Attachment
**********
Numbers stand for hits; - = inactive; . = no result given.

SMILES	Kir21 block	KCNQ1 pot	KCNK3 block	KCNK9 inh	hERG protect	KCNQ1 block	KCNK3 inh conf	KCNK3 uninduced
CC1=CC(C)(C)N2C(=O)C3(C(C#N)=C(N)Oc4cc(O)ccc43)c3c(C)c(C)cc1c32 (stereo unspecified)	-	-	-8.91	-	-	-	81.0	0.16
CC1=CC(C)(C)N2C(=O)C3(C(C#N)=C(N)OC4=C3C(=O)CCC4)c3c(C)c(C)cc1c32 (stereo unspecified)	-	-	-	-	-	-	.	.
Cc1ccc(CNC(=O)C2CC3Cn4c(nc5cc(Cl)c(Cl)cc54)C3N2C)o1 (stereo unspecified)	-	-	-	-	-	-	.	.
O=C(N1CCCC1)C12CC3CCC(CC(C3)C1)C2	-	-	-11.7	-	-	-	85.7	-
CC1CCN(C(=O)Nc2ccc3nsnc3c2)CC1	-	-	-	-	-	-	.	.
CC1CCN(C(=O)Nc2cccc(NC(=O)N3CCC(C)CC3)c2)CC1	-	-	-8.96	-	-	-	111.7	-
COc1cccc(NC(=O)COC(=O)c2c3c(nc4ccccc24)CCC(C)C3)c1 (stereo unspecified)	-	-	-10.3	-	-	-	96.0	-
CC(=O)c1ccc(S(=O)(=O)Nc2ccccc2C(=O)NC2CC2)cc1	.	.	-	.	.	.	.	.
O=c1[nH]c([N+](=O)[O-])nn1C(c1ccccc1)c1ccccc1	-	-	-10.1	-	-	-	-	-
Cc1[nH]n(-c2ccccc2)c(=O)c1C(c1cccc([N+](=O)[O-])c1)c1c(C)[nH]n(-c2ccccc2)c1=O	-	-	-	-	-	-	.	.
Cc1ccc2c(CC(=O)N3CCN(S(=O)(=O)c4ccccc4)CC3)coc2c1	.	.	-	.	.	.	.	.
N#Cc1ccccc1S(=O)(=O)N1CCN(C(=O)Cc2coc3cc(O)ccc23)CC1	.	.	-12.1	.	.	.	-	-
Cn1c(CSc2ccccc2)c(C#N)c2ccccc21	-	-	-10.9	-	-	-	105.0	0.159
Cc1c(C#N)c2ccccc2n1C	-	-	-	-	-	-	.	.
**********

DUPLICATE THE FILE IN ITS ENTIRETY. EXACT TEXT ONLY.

Numbers stand for hits; - = inactive; . = no result given.

SMILES	Kir21 block	KCNQ1 pot	KCNK3 block	KCNK9 inh	hERG protect	KCNQ1 block	KCNK3 inh conf	KCNK3 uninduced
CC1=CC(C)(C)N2C(=O)C3(C(C#N)=C(N)Oc4cc(O)ccc43)c3c(C)c(C)cc1c32 (stereo unspecified)	-	-	-8.91	-	-	-	81.0	0.16
CC1=CC(C)(C)N2C(=O)C3(C(C#N)=C(N)OC4=C3C(=O)CCC4)c3c(C)c(C)cc1c32 (stereo unspecified)	-	-	-	-	-	-	.	.
Cc1ccc(CNC(=O)C2CC3Cn4c(nc5cc(Cl)c(Cl)cc54)C3N2C)o1 (stereo unspecified)	-	-	-	-	-	-	.	.
O=C(N1CCCC1)C12CC3CCC(CC(C3)C1)C2	-	-	-11.7	-	-	-	85.7	-
CC1CCN(C(=O)Nc2ccc3nsnc3c2)CC1	-	-	-	-	-	-	.	.
CC1CCN(C(=O)Nc2cccc(NC(=O)N3CCC(C)CC3)c2)CC1	-	-	-8.96	-	-	-	111.7	-
COc1cccc(NC(=O)COC(=O)c2c3c(nc4ccccc24)CCC(C)C3)c1 (stereo unspecified)	-	-	-10.3	-	-	-	96.0	-
CC(=O)c1ccc(S(=O)(=O)Nc2ccccc2C(=O)NC2CC2)cc1	.	.	-	.	.	.	.	.
O=c1[nH]c([N+](=O)[O-])nn1C(c1ccccc1)c1ccccc1	-	-	-10.1	-	-	-	-	-
Cc1[nH]n(-c2ccccc2)c(=O)c1C(c1cccc([N+](=O)[O-])c1)c1c(C)[nH]n(-c2ccccc2)c1=O	-	-	-	-	-	-	.	.
Cc1ccc2c(CC(=O)N3CCN(S(=O)(=O)c4ccccc4)CC3)coc2c1	.	.	-	.	.	.	.	.
N#Cc1ccccc1S(=O)(=O)N1CCN(C(=O)Cc2coc3cc(O)ccc23)CC1	.	.	-12.1	.	.	.	-	-
Cn1c(CSc2ccccc2)c(C#N)c2ccccc21	-	-	-10.9	-	-	-	105.0	0.159
Cc1c(C#N)c2ccccc2n1C	-	-	-	-	-	-	.	.